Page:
Jesus had been mocked, humiliated and brutalized. While he hung from a cross He offered forgiveness to those who were still scorning him. That certainly helps me to understand how important it is to Him that we forgive one another. But it doesn’t help me understand how to do it. What actually changed in His heart?
Many experts advise that it is important to forgive others so that you can attain peace within yourself. Somehow, I don’t think Jesus forgives us for His own peace of mind. Although it does make sense that if you harbor anger, resentment and hurt, you’re not going to have peace – or much room from happiness.
I have been to retreats where we burn little pieces of paper with big hurts on them. This seems to help in a pyromaniac kind of way — where it’s fun to just burn something. Still I’ve never forgotten what I have written on those slips of paper.
But maybe forgiveness isn’t about forgetting.
Perhaps it’s about remembering and loving someone anyway.
I did an internet search on forgiveness. I read a few articles and pages of profound quotes. It gave me a better understanding of why I was so confused. Forgiveness is complicated.
First off, the importance of forgiving others appears infinite on the internet. It’s kind of funny to me, actually. Because if everyone knows how important it is, why is the world so angry?
One thing I learned that made sense to me was this — forgiveness is a decision. When you make it, you turn it over to God and He replaces resentment with peace so that you can really let go of a grievance, not let it victimize you over and over again.
That seemed like a pretty good answer to my question on how to forgive. I really liked the part about turning it over to God. While I feel like Miss Bossy Britches delegating my grievances to God, I also realize He can turn the most hideous hurts into something beautiful. I can’t turn them into anything more than an empty box of Kleenex.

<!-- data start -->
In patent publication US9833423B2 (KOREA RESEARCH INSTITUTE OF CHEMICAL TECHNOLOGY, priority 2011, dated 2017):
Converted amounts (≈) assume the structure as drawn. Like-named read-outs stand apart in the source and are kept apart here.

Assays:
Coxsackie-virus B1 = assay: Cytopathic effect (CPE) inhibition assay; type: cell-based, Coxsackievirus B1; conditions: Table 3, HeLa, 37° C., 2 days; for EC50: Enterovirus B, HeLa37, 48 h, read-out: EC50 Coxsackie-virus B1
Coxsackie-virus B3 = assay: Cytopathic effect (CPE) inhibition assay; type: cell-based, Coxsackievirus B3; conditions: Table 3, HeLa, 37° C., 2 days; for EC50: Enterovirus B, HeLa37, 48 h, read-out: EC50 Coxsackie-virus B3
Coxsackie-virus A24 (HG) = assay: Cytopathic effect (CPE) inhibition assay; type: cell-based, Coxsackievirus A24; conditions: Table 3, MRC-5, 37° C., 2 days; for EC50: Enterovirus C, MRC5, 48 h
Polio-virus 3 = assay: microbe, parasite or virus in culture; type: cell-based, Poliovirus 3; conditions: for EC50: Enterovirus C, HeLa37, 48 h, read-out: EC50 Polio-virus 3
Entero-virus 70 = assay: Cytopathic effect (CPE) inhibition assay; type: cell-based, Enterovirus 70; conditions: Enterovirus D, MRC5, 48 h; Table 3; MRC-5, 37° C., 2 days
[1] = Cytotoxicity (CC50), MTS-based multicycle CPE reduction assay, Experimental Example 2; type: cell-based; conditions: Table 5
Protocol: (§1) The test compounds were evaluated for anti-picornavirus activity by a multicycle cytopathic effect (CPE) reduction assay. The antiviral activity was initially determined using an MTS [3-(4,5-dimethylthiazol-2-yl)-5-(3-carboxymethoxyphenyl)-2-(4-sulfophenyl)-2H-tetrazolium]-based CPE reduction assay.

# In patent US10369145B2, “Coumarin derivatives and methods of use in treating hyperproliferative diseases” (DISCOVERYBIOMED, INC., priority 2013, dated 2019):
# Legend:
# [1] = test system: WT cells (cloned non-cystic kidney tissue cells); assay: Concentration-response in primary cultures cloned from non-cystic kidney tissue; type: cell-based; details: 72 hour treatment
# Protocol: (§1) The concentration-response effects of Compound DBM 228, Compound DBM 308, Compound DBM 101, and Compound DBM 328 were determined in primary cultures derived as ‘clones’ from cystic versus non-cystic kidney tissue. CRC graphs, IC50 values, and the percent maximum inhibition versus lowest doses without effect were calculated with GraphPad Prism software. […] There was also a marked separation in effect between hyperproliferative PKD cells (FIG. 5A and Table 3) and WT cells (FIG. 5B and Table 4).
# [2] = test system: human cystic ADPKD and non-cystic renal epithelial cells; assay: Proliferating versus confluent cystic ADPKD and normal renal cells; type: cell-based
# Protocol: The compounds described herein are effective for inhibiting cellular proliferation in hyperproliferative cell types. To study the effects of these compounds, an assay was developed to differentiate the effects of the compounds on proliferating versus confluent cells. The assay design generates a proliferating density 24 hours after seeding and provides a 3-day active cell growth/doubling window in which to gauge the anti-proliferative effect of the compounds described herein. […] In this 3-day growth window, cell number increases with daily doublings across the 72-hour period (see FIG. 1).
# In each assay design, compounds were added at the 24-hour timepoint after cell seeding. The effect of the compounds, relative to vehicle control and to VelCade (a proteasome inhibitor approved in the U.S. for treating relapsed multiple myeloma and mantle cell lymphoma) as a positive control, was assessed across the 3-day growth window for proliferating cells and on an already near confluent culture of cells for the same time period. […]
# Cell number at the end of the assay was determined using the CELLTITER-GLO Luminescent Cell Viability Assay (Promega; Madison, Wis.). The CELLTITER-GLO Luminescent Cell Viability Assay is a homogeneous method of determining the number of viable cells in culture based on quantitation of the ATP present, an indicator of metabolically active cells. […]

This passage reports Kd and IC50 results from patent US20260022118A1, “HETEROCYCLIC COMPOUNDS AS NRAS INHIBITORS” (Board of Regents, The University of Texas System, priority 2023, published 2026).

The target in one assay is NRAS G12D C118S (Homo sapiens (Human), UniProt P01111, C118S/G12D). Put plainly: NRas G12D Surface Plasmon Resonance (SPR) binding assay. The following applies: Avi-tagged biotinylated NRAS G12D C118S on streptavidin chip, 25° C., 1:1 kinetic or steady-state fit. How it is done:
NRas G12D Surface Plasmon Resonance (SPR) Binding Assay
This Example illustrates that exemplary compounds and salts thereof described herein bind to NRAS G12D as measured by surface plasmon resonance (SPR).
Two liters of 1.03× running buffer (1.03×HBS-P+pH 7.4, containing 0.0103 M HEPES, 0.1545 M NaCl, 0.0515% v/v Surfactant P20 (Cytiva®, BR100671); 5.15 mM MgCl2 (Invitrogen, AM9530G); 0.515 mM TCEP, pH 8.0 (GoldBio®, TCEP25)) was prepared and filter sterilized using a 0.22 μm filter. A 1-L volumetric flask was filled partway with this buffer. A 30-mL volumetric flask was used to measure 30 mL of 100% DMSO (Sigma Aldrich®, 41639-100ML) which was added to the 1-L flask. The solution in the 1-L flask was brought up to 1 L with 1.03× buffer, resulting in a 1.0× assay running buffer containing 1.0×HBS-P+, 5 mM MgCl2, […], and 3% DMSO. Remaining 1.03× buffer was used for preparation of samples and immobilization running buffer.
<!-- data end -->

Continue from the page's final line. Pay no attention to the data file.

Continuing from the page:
Then, I found this scripture from Proverbs 10-12 “Hatred stirs up strife; but love covers all offenses.”
It made me think of the song my husband and I danced to at our wedding — What the World Needs Now Is Love by Jackie De Shannon. I don’t know why I picked a wedding song that came out before I was even born. It certainly wasn’t a standard love ballad, and I wasn’t a 1960s flower child.
Still, I chose it because I thought of my marriage as bringing more of love’s sweet goodness into the world. Our love was more significant than two individuals because the nature of love is not confinement. Love spreads.
I wanted everyone to know love the way I did. So the song made sense to me. Just as the scripture from Proverbs does – “love covers all offenses.”
Maybe I don’t understand the complexities of forgiveness, but I do understand what it means to love. I can do that.
So, have I forgiven offenses? I have made the decision to, and am delegating the rest to God. As I do, I can almost hear him say to me, “Mercy Me! I’ve got work to do!” And already I feel better.
For my part, I am simply covering offenses with love.
Because of all that has changed in the world since I danced to that song on my wedding day, there’s still one thing that there’s still just too little of – love, sweet love….